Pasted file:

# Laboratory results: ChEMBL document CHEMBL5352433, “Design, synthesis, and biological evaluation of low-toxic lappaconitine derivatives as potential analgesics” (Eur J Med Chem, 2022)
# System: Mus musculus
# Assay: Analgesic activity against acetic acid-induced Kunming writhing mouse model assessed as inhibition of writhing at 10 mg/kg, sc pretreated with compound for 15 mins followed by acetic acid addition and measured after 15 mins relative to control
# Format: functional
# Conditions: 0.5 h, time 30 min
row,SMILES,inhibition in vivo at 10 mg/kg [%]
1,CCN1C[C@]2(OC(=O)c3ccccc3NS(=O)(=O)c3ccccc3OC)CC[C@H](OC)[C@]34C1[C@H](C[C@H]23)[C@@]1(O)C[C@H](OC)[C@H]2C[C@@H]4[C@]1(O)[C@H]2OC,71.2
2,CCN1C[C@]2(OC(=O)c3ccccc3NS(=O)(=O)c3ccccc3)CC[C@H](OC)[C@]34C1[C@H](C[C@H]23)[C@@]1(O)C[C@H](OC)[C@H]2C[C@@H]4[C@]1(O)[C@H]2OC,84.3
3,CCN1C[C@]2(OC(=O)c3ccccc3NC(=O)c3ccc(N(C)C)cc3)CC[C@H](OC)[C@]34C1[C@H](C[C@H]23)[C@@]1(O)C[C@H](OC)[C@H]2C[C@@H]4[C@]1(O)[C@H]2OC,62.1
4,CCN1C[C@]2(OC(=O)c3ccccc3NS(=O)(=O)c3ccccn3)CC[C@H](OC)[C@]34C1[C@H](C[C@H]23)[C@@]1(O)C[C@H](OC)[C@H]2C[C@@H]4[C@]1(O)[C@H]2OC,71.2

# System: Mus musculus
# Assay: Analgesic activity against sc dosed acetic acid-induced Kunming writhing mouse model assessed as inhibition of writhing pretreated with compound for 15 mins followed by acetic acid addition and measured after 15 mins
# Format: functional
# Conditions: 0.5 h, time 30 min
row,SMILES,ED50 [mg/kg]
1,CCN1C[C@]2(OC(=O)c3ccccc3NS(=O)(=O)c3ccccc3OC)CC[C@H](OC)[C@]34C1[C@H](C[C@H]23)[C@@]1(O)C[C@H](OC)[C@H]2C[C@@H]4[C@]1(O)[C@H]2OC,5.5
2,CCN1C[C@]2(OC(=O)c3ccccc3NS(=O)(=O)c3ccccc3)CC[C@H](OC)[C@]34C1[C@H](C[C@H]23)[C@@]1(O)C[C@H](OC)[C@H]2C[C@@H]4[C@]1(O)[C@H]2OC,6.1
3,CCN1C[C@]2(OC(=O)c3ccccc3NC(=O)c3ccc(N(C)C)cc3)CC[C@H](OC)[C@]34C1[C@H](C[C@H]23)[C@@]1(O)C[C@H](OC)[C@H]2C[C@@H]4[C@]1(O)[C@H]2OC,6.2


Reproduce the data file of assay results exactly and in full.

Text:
# Laboratory results: ChEMBL document CHEMBL5352433, “Design, synthesis, and biological evaluation of low-toxic lappaconitine derivatives as potential analgesics” (Eur J Med Chem, 2022)
# System: Mus musculus
# Assay: Analgesic activity against acetic acid-induced Kunming writhing mouse model assessed as inhibition of writhing at 10 mg/kg, sc pretreated with compound for 15 mins followed by acetic acid addition and measured after 15 mins relative to control
# Format: functional
# Conditions: 0.5 h, time 30 min
row,SMILES,inhibition in vivo at 10 mg/kg [%]
1,CCN1C[C@]2(OC(=O)c3ccccc3NS(=O)(=O)c3ccccc3OC)CC[C@H](OC)[C@]34C1[C@H](C[C@H]23)[C@@]1(O)C[C@H](OC)[C@H]2C[C@@H]4[C@]1(O)[C@H]2OC,71.2
2,CCN1C[C@]2(OC(=O)c3ccccc3NS(=O)(=O)c3ccccc3)CC[C@H](OC)[C@]34C1[C@H](C[C@H]23)[C@@]1(O)C[C@H](OC)[C@H]2C[C@@H]4[C@]1(O)[C@H]2OC,84.3
3,CCN1C[C@]2(OC(=O)c3ccccc3NC(=O)c3ccc(N(C)C)cc3)CC[C@H](OC)[C@]34C1[C@H](C[C@H]23)[C@@]1(O)C[C@H](OC)[C@H]2C[C@@H]4[C@]1(O)[C@H]2OC,62.1
4,CCN1C[C@]2(OC(=O)c3ccccc3NS(=O)(=O)c3ccccn3)CC[C@H](OC)[C@]34C1[C@H](C[C@H]23)[C@@]1(O)C[C@H](OC)[C@H]2C[C@@H]4[C@]1(O)[C@H]2OC,71.2

# System: Mus musculus
# Assay: Analgesic activity against sc dosed acetic acid-induced Kunming writhing mouse model assessed as inhibition of writhing pretreated with compound for 15 mins followed by acetic acid addition and measured after 15 mins
# Format: functional
# Conditions: 0.5 h, time 30 min
row,SMILES,ED50 [mg/kg]
1,CCN1C[C@]2(OC(=O)c3ccccc3NS(=O)(=O)c3ccccc3OC)CC[C@H](OC)[C@]34C1[C@H](C[C@H]23)[C@@]1(O)C[C@H](OC)[C@H]2C[C@@H]4[C@]1(O)[C@H]2OC,5.5
2,CCN1C[C@]2(OC(=O)c3ccccc3NS(=O)(=O)c3ccccc3)CC[C@H](OC)[C@]34C1[C@H](C[C@H]23)[C@@]1(O)C[C@H](OC)[C@H]2C[C@@H]4[C@]1(O)[C@H]2OC,6.1
3,CCN1C[C@]2(OC(=O)c3ccccc3NC(=O)c3ccc(N(C)C)cc3)CC[C@H](OC)[C@]34C1[C@H](C[C@H]23)[C@@]1(O)C[C@H](OC)[C@H]2C[C@@H]4[C@]1(O)[C@H]2OC,6.2